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Visible Figure and Reid's Theory of Visual Perception

Visible Figure and Reid's Theory of Visual Perception Hume Studies Volume 28, Number 1, April 2002, pp. 49-82 RYAN NICHOLS 1. Inconsistency in Reid We can make a good prima facie case for the inconsistency of Reid's theory of perception with his rejection of the Ideal Theory. Most scholars believe Reid adopts a theory on which the immediate object of perception is a physical body. Reid is thought to do this in order to avoid problems generated by the veil of perception in the Ideal Theory, a conjunction of commitments Reid closely associates with Hume and Locke. Reid explains that the Ideal Theory "leans with its whole weight upon a hypothesis. . .[t]hat nothing is perceived but what is in the mind which perceives it" (I 96a; B 4).1 Reid attributes to the Ideal Theory thesis (1): (1) No immediate objects of perception are mind-independent. Let's leave (1) at this level of generality for the time being and show how Reid's rejection of the Ideal Theory conflicts with his theory of perception. Reid's attempt to banish perceptual intermediaries in his analysis of visual perception does not obviously succeed. This is because he recognizes that what he dubs "visible figures" are the immediate objects of our visual http://www.deepdyve.com/assets/images/DeepDyve-Logo-lg.png Hume Studies Hume Society

Visible Figure and Reid's Theory of Visual Perception

Hume Studies , Volume 28 (1) – Jan 26, 2002

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Abstract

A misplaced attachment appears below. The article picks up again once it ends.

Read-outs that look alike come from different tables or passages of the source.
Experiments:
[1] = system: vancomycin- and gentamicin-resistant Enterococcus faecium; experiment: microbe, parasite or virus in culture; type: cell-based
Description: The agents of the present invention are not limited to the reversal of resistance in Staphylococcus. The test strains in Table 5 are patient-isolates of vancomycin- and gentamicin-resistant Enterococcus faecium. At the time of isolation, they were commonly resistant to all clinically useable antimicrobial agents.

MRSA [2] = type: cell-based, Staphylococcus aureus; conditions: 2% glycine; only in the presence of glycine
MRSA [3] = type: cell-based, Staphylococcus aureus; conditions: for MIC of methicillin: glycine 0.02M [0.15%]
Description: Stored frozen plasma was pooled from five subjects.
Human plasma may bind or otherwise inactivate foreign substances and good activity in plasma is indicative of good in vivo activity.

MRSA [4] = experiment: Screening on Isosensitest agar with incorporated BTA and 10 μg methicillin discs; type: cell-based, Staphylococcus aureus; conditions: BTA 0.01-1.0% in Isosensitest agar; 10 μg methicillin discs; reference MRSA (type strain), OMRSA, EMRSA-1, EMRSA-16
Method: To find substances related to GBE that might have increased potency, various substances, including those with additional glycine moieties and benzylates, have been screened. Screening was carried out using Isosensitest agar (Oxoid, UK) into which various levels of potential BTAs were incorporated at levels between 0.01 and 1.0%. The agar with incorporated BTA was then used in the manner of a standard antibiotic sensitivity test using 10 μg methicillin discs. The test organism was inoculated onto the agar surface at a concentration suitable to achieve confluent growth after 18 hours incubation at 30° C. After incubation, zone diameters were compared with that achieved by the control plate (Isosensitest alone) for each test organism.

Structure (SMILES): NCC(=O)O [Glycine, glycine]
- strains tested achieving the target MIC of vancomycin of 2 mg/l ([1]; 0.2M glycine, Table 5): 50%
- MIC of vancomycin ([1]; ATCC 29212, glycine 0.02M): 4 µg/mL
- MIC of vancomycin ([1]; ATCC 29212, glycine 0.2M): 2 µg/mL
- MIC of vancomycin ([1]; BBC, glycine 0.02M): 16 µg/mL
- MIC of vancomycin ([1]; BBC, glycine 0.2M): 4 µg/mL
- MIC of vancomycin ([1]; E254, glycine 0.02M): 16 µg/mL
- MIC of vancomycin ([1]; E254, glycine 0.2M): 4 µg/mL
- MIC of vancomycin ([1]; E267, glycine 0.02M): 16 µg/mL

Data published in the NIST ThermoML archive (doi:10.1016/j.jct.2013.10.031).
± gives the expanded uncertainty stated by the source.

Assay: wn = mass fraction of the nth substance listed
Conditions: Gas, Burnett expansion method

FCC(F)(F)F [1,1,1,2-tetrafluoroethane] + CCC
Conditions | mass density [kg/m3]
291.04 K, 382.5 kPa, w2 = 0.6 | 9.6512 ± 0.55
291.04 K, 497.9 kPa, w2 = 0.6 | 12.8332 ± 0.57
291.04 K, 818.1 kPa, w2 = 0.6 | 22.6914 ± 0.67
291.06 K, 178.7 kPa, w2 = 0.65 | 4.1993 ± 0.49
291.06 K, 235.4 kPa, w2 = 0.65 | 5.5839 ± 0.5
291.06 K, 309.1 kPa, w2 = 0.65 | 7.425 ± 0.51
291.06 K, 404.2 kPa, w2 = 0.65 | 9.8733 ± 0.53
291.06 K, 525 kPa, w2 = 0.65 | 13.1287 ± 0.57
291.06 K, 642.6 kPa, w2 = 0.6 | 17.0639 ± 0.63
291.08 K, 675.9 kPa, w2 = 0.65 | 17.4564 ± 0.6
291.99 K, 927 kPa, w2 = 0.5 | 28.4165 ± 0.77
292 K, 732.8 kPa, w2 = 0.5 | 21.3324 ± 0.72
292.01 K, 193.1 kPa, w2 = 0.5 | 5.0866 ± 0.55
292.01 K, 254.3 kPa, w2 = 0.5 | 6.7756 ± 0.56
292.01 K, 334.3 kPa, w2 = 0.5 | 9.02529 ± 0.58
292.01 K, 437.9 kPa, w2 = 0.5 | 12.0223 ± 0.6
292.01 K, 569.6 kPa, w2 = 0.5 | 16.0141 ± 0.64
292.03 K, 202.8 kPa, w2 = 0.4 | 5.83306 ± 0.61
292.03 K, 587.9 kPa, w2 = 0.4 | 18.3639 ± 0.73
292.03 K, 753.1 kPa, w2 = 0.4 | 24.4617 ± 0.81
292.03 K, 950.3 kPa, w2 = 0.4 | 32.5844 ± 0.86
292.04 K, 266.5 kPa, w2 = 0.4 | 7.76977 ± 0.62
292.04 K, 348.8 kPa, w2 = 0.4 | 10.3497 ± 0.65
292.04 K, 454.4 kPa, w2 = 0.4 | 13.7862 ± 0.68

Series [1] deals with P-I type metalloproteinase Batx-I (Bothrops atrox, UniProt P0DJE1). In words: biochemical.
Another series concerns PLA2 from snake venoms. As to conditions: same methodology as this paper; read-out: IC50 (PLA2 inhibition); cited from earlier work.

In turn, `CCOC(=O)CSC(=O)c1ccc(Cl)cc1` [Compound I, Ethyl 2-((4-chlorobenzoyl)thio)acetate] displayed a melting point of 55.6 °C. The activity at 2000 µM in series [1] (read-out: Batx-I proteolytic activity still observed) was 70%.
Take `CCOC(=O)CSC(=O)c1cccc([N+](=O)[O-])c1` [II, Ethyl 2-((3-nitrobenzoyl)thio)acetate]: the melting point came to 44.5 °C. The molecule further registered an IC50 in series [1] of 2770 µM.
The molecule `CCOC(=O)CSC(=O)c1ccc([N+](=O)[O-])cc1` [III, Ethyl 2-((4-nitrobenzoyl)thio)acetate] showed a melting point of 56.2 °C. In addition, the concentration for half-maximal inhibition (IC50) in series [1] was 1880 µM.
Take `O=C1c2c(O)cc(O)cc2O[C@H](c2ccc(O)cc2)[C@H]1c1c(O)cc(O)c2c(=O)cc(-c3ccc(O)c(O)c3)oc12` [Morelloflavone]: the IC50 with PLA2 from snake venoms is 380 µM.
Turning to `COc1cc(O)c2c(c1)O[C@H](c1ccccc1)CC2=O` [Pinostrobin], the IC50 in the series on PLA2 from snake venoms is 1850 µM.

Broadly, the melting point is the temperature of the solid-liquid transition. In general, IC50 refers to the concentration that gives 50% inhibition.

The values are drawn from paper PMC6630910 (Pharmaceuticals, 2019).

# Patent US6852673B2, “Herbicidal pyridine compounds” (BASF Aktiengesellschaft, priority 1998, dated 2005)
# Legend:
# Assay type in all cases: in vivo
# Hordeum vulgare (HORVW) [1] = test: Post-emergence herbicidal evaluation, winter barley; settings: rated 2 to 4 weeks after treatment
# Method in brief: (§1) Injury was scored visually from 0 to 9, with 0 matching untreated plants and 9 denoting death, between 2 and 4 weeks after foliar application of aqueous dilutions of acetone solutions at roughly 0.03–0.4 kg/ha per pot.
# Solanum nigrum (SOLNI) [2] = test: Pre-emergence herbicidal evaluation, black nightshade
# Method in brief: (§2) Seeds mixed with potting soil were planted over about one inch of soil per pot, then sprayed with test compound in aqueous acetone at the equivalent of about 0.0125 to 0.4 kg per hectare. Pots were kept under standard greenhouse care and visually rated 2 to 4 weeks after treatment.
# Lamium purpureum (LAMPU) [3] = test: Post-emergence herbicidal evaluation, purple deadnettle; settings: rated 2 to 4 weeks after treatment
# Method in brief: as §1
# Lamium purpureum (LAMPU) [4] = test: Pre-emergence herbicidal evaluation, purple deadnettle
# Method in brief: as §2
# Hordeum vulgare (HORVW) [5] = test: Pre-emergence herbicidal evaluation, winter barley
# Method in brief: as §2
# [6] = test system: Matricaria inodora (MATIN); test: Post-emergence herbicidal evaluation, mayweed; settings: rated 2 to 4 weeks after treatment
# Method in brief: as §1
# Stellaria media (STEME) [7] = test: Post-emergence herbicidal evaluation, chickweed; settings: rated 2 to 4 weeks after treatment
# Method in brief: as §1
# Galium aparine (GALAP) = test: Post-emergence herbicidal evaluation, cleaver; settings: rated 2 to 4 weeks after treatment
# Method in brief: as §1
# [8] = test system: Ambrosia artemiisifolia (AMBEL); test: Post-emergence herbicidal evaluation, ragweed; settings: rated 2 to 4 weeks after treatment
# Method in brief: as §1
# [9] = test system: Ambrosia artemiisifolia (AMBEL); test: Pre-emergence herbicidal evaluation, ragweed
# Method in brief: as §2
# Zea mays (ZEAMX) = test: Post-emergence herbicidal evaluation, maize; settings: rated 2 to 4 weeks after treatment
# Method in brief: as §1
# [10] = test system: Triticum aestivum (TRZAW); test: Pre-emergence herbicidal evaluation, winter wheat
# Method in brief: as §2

Hume Studies Volume 28, Number 1, April 2002, pp. 49-82 RYAN NICHOLS 1. Inconsistency in Reid We can make a good prima facie case for the inconsistency of Reid's theory of perception with his rejection of the Ideal Theory. Most scholars believe Reid adopts a theory on which the immediate object of perception is a physical body. Reid is thought to do this in order to avoid problems generated by the veil of perception in the Ideal Theory, a conjunction of commitments Reid closely associates with Hume and Locke. Reid explains that the Ideal Theory "leans with its whole weight upon a hypothesis. . .[t]hat nothing is perceived but what is in the mind which perceives it" (I 96a; B 4).1 Reid attributes to the Ideal Theory thesis (1): (1) No immediate objects of perception are mind-independent. Let's leave (1) at this level of generality for the time being and show how Reid's rejection of the Ideal Theory conflicts with his theory of perception. Reid's attempt to banish perceptual intermediaries in his analysis of visual perception does not obviously succeed. This is because he recognizes that what he dubs "visible figures" are the immediate objects of our visual

Journal

Hume StudiesHume Society

Published: Jan 26, 2002

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